“We cannot give in to their demands,” he told the Countess. “Else next year there will be yet another of these blood suckers latched on to us, all of them bleeding us dry with their demands. Better to take a stand and go down fighting than to give in to barbarians.”

The Countess said nothing in return, but in her silence Herringdale could tell he had made an impact with his speech.

A couple days later, while walking the battlements of the castle, Herringdale spotted a ragged rider entering the bailey through the main gate. Heading down to investigate, he learned the man was from Cornwall.

“I seek for Queen Igraine at Amesbury Abbey,” said the mud-spattered messenger. “King Idres is on the march and Tintagel Castle is under siege. She’ll know what to do.”

Herringdale saw to it that the traveler was fed and given a fresh horse before he went on his way to the nearby Abbey, despite knowing that there was little Igraine could do to help her homeland from so far away. And the machinations of would-be conquerors still seemed so abstract and unreal. Yet how long before the wolves began showing up at Salisbury’s borders?

Putting these concerns out of his mind, Herringdale departed Sarum to see to his duties as Marshall: riding patrol around the county, tending to taxation assessments, dispensing low justice. After dispatching these duties and a brief spell back at Broughton Hall, he returned to Sarum in the late summer; Duke Ulfius of Silchester was due to make a visit, his first since the fateful Battle of St. Albans.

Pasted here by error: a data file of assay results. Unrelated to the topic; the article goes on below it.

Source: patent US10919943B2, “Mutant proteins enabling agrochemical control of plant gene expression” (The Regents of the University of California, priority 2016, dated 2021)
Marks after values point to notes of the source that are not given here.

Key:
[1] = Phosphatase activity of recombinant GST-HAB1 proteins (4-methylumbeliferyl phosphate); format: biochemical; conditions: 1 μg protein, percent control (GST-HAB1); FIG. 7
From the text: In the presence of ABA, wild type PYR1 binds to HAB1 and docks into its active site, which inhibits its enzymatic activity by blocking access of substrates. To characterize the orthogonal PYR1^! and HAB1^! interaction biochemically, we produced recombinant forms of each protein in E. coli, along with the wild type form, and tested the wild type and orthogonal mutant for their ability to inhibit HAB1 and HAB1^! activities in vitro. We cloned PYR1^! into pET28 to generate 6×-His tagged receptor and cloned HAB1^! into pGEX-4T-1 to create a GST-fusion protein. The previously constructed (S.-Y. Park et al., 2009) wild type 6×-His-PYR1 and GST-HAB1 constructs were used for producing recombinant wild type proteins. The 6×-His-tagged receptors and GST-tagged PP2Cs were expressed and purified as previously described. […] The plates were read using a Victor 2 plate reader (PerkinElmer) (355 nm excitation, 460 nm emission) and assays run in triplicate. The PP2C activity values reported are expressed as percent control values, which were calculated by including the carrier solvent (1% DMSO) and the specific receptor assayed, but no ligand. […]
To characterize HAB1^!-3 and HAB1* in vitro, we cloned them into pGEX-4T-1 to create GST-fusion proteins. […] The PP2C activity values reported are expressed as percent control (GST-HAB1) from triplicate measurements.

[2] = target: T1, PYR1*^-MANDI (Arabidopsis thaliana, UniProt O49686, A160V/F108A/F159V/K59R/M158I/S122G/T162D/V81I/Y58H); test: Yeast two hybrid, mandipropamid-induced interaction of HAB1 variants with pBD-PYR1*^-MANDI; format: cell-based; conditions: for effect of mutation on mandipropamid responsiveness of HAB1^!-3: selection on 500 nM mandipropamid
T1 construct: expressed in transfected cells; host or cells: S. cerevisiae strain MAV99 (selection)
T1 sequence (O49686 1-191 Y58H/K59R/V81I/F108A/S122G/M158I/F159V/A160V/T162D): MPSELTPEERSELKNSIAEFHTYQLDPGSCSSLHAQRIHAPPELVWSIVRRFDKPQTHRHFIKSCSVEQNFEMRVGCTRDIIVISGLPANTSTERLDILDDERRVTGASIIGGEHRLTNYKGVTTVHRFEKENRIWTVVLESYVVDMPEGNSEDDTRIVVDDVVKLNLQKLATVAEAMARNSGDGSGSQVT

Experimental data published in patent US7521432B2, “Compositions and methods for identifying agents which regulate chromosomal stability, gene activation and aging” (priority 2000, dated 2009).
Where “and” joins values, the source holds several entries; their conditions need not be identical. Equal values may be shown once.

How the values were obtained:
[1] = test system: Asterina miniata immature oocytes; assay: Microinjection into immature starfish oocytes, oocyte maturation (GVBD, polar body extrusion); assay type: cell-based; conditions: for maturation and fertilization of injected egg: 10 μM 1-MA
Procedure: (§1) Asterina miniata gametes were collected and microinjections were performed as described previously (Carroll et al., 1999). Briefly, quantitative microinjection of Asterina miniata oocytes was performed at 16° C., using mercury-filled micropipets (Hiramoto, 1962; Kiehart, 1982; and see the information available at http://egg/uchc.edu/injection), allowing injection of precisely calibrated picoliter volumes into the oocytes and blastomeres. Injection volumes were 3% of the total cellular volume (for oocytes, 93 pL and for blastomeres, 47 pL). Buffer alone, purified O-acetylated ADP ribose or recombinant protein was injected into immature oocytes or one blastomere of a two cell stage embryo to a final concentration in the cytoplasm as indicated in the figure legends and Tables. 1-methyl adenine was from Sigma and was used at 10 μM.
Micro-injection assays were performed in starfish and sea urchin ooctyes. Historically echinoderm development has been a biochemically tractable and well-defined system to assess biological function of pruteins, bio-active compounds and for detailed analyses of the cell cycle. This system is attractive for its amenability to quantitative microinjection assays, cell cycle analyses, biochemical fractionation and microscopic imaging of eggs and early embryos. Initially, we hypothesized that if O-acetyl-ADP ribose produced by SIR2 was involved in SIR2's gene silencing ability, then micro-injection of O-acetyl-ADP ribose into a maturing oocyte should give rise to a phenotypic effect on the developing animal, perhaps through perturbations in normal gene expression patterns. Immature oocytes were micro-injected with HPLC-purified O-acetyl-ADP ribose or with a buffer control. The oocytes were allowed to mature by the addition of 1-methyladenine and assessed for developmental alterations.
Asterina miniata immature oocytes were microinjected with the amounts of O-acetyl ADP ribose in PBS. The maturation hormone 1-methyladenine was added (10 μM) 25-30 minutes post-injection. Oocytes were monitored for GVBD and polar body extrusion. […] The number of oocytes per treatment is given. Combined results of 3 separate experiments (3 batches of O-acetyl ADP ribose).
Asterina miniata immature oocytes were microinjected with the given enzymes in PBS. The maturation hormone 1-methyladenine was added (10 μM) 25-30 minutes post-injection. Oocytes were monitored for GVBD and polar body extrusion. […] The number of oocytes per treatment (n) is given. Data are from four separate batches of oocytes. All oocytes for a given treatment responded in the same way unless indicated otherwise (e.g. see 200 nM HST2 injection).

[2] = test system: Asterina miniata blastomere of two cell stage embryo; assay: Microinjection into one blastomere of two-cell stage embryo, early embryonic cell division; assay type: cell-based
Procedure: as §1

Herringdale attended the feast in his capacity as Marshall, and was seated on Countess Ellen’s right, while the old Roman Ulfius sat to her left. Herringdale studied him surreptitiously. Beneath his silver, close-cropped hair, the Duke looked pallid, his cheeks slightly sunken. Clearly he had not yet fully recovered from the injuries suffered at St. Albans. Yet his manner was boisterous, and the feast passed pleasantly enough.

After the last course was cleared away, the Duke leaned back in his chair, picking at his teeth with an ivory toothpick.

“A fine feast, wouldn’t you agree Sir Herringdale? It is well to have such repasts at a time so filled with uncertainty. I suppose you’ve heard of what befell the Isle of Wight last month?”

Herringdale shot Ellen a quick glance, but her face was an unreadable mask.

“No, not as such,” he replied.